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Article

Glenn Allen Knoblock

Revolutionary War sailor, is known for his service on the Continental navy sloop Ranger under Captain John Paul Jones. A story passing as truth has been written about Scipio Africanus stating that he was a slave owned by Jones and accompanied him on the ships he commanded. In fact virtually nothing is known about Africanus except for the fact that he was a free man when he enlisted to serve on board the eighteen-gun Ranger for one year while she was building at Portsmouth, New Hampshire, sometime between March and July 1777.

While we know little about Scipio Africanus the man some guesses as to his servitude and character may be ventured That he was a slave prior to his naval service as suggested by his first name is likely Classical Roman names such as Scipio Cato and Caesar were commonly given at birth by owners to slaves ...

Article

Bridget Brereton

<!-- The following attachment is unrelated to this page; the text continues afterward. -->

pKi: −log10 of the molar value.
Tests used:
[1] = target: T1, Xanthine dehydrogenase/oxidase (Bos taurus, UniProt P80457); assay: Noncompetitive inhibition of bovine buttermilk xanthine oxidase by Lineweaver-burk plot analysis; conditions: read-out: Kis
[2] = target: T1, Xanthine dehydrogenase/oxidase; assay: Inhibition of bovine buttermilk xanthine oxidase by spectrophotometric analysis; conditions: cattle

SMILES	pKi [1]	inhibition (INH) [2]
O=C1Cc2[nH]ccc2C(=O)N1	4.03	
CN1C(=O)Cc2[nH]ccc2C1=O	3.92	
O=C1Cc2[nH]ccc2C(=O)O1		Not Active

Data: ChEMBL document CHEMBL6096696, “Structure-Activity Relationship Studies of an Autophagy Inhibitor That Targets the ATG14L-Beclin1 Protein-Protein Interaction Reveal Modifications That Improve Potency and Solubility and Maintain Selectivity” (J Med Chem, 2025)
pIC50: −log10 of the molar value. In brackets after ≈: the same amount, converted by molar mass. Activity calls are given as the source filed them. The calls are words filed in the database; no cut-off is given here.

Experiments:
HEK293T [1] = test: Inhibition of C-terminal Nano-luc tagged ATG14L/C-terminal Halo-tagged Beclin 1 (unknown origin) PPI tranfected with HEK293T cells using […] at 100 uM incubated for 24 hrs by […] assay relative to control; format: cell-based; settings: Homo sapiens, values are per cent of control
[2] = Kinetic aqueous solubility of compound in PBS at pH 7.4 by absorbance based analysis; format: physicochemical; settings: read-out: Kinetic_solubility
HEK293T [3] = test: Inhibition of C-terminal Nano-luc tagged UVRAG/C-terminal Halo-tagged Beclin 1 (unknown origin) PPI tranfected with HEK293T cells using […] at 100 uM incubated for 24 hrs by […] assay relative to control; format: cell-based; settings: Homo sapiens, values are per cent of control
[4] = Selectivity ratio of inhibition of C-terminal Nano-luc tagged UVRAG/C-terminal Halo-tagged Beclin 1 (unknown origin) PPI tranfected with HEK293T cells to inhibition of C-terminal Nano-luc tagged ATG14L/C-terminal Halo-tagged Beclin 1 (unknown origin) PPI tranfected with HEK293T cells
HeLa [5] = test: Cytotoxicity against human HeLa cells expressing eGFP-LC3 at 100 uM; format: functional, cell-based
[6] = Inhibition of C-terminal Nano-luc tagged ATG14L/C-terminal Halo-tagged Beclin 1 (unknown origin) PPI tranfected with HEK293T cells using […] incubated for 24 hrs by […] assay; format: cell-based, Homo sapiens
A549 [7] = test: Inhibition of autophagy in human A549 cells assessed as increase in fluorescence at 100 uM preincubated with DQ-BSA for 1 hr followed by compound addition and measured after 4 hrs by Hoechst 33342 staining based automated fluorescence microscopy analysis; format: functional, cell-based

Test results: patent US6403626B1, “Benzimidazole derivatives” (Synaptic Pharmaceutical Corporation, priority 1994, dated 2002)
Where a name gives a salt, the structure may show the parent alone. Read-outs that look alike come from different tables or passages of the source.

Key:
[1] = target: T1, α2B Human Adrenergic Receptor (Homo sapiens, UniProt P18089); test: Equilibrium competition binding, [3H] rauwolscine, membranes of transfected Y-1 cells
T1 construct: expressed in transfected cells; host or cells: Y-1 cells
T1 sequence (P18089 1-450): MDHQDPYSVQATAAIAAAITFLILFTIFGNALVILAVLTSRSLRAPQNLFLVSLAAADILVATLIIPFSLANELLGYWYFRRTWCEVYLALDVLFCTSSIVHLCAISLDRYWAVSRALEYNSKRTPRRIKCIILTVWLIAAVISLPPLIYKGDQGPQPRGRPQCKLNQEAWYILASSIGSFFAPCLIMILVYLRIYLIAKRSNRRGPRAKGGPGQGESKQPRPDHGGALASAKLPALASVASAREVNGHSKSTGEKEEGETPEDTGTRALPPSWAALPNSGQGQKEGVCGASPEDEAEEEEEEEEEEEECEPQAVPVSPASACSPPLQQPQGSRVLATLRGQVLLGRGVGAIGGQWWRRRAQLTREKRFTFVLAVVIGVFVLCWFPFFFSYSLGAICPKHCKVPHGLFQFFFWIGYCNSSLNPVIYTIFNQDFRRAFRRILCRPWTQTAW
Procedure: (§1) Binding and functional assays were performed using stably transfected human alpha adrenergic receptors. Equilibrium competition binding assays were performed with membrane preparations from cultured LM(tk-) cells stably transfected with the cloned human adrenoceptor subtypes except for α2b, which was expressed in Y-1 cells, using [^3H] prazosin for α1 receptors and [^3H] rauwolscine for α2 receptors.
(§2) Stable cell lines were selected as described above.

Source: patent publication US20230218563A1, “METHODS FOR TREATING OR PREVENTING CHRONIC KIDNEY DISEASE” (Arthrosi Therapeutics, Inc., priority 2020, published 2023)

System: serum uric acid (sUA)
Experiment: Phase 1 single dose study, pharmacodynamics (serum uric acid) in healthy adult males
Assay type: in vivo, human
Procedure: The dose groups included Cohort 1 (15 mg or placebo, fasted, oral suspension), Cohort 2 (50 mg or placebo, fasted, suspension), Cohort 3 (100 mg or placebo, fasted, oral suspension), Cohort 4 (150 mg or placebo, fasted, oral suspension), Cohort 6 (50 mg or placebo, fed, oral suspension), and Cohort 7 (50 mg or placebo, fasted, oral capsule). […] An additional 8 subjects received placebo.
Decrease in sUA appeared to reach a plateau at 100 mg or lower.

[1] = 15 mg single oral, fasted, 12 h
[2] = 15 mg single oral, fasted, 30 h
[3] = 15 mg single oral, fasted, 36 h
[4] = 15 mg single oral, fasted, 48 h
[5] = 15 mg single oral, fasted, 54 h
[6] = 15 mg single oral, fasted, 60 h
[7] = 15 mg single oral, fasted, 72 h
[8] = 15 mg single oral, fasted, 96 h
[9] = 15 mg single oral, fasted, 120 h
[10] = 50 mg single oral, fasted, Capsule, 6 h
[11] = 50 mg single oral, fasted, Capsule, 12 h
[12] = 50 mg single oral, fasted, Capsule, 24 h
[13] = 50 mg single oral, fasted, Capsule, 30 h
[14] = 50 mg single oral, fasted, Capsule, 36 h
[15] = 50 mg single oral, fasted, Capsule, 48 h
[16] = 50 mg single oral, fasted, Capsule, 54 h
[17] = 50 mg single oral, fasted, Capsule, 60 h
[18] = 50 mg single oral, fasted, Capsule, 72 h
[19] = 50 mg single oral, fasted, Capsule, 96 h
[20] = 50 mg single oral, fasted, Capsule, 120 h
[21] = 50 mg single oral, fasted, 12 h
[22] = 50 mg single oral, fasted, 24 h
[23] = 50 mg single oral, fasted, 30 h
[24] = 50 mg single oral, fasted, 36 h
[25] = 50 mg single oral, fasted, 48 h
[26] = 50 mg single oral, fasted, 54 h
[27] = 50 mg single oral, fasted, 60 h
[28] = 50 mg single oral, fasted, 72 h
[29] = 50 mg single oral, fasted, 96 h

was born in Port of Spain, Trinidad, on 30 September 1860, into a light-skinned, mixed-race family of the upper middle class. His parents’ names were John and Pauline (née Durand de Beauval). He was educated at the Roman Catholic high school, St. Mary’s College, in Port of Spain, and qualified as a barrister at Gray’s Inn, London, being called to the Bar in Trinidad in 1882.

As a barrister engaged in private practice in Trinidad from 1882 to his death in 1930, he enjoyed the largest such practice in Trinidad in the first decades of the twentieth century, with important companies among his clients. He was appointed Queen’s (later King’s) Counsel—that is, he was recognized as a senior member of the Trinidad Bar—at the unusually young age of 37 (1897).